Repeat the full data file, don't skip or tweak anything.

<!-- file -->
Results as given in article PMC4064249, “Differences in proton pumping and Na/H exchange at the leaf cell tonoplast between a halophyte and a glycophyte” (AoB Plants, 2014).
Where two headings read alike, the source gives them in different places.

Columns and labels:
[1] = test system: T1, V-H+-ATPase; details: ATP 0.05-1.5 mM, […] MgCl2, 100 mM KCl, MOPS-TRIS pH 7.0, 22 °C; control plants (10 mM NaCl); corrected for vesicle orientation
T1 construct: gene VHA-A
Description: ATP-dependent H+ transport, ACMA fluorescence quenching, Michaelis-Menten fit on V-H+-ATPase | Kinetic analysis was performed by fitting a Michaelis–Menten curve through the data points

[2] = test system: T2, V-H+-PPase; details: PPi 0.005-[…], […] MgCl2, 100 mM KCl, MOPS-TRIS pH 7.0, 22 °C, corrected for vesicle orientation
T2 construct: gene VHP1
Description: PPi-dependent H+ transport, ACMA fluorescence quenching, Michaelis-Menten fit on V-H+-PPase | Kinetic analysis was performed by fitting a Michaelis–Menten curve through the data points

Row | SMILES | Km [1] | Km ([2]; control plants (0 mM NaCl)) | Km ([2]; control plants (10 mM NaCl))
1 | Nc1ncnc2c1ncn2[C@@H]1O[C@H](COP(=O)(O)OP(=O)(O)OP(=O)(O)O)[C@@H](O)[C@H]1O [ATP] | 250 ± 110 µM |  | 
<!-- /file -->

Results as given in article PMC4064249, “Differences in proton pumping and Na/H exchange at the leaf cell tonoplast between a halophyte and a glycophyte” (AoB Plants, 2014).
Where two headings read alike, the source gives them in different places.

Columns and labels:
[1] = test system: T1, V-H+-ATPase; details: ATP 0.05-1.5 mM, […] MgCl2, 100 mM KCl, MOPS-TRIS pH 7.0, 22 °C; control plants (10 mM NaCl); corrected for vesicle orientation
T1 construct: gene VHA-A
Description: ATP-dependent H+ transport, ACMA fluorescence quenching, Michaelis-Menten fit on V-H+-ATPase | Kinetic analysis was performed by fitting a Michaelis–Menten curve through the data points

[2] = test system: T2, V-H+-PPase; details: PPi 0.005-[…], […] MgCl2, 100 mM KCl, MOPS-TRIS pH 7.0, 22 °C, corrected for vesicle orientation
T2 construct: gene VHP1
Description: PPi-dependent H+ transport, ACMA fluorescence quenching, Michaelis-Menten fit on V-H+-PPase | Kinetic analysis was performed by fitting a Michaelis–Menten curve through the data points

Row | SMILES | Km [1] | Km ([2]; control plants (0 mM NaCl)) | Km ([2]; control plants (10 mM NaCl))
1 | Nc1ncnc2c1ncn2[C@@H]1O[C@H](COP(=O)(O)OP(=O)(O)OP(=O)(O)O)[C@@H](O)[C@H]1O [ATP] | 250 ± 110 µM |  | 